The River Between (published 1965) is one work I had the fortune of studying in high school, and the wealth of knowledge one gets from this novel is without measure. The River Between focuses on the lost heritage of Eastern Africans (and to mention with reality, other Africans) through the characters of Waiyaki and his tribe. In this work and others, this giant attempts to correct Western literature’s image of Africa, by offsetting the perspective of writers such as Joseph Conrad in his Heart of Darkness. He was the first English-educated African writer to develop fiction portraying the Kikuyu view of the colonial war, the Mau Mau Emergency or Rebellion, which was a violent uprising by the Kikuyu people against British control. This event put the region in a state of emergency from 1952 to 1960.

The novel focuses on the conflict between Christian missionaries and the indigenous tribes. It also explores the long-lasting effects of colonialism and the consequences of struggling for independence. These are issues the modern day writer in his or her obsession with the number of followers on social media, and the number of hits his or her comments on the media walls get would consider as of no concern. But upon a re-reading this novel, one soon realises that the indigenous mythology of the people, the customs and the traditions, the aboriginal language and the history of the African peoples are main points of departure from which one should base their knowledge as a literary writer, scientist, or philosopher. One has to retrace the path of their trajectory to know where they will end up in life, and Professor Ngũgĩ wa Thiong’o teaches one how to exactly do this in his many works.

One would think that the thorny issues of today are a new affair, but by doing this, they forget the paraphrased proverbial words of the Ecclesiast that what is once was and will go on to be in the future, that is, there is nothing new about the newness of what we consider as novel. Women’s rights have always been addressed by male authors in Africa even before the 1994 Beijing Conference, even before feminists began ostracising men and portraying them as monsters bent on destroying the womankind. The tale of Muthoni and her circumcision in the 1965 novel, The River Between has become a main talking point in all female genital mutilation discussions across the globe. Ngũgĩ addresses its pains and disadvantages in his novel, and through this act becomes the pariah in the eyes of those hardliners and traditionalists whose view is that certain issues should be kept as silent as the Sicilian Mafia’s Omerta (a code of silence that orders the follower to keep secrets until death ignorant of their criminal or heinous nature).

One would be tempted to believe that any author who preaches adherence to native language and culture is hypocritical, if they reveal the inner workings of such delicate issues as customary rites or rituals of passage in their body of work. But objective analysis soon reveals to the novice in me that the position a writer has to take, if they are to pass the true message on to the audience, is of one who chooses to be untainted by personal bias, emotion or interest; the message of peace and harmony needs to be passed on despite imminent threat to the life of the writer: that is the sole role of literature, that is, literature is meant to pass the message on no matter how caustic its speculation, sarcasm, wit, or humour may appear to be to the green critic. The critic in me just had to grow up a bit, experience life a bit more to realise that he who was previously considered a contradiction in personal speculation, is actually a compass one can follow in their pursuit of truth and good literature.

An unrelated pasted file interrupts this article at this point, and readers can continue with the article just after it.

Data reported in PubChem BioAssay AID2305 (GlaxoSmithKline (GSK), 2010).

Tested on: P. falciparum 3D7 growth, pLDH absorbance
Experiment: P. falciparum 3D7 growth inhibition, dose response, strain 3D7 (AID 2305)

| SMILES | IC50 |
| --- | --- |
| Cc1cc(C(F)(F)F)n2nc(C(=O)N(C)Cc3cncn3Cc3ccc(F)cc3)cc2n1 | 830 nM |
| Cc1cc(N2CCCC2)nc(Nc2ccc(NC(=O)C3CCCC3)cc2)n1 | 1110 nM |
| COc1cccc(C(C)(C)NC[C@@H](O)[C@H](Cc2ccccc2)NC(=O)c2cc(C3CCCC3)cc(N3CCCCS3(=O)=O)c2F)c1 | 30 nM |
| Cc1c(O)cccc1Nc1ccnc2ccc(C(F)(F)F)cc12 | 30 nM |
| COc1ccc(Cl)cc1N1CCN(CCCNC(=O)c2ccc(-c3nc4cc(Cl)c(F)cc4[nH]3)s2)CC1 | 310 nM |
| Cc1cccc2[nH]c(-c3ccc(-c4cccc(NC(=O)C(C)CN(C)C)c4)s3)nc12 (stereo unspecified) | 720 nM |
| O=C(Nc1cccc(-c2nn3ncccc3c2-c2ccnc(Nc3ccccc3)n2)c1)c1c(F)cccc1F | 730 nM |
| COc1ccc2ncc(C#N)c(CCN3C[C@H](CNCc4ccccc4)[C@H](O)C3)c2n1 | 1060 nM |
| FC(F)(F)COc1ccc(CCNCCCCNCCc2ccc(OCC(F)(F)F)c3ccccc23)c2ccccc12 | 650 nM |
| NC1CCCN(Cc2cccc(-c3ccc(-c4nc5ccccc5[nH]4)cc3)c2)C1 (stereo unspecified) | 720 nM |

In his speech given at the programme for the University of East Africa 50th anniversary celebrations on the 29th of June 2013, Main Hall, Makerere University, Professor Ngũgĩ wa Thiong’o addressed the issue that had bothered me for a number of years on the issue of the use of indigenous languages in African writing. Taught in English, whipped into speaking at school, I must have become a ‘religious’ follower to the use of the English language, and anyone who came forward that writing in English is an abomination that automatically assumed the countenance of an enemy. In short, I had become a protector of a language I did not fully understand. But the speech shows me that I can write in English, but that I have to husk it of the Englishness and start writing in a more African manner. He chose to focus on the use of the word, the selection of proper terms in writing as his speech thus shows:

The word is so tainted by its colonial usage that whatever cognitive scientific meaning it might once have had, has all been but subsumed under its pejorative colonial umbrella. The word has become a code. Once the readers see it, they assume that the actors are doing whatever they are, because of an inherent tribal mark in their character. In the process the real issues of governance, democracy, patterns of property ownership and economic control, uneven regional development, corruption, get lost. It is as if a particular person is corrupt because of his genetic pool, labelled tribe…

These are truths one hears in the exalted speeches of the priests, the politicians, and the activists and the picture one gets from the myriad of acronyms, expletives and utter mendacities spoken is of an Africa that will never progress unless we follow the words of the humble African who was at some stage incarcerated for his visionary words and acts. Fortunately, the vision he has birthed can be nurtured by the new generation of writers and thinkers if they read deeply enough into the words of this prophet of the letters. Heed his word for it is our compass as a continent, adopt it as a language policy, and you shall soon realise that we are more common than we think. The continued metamorphosis of colonialism will annihilate our mother tongues if we do not take heed. So the professor of the word says.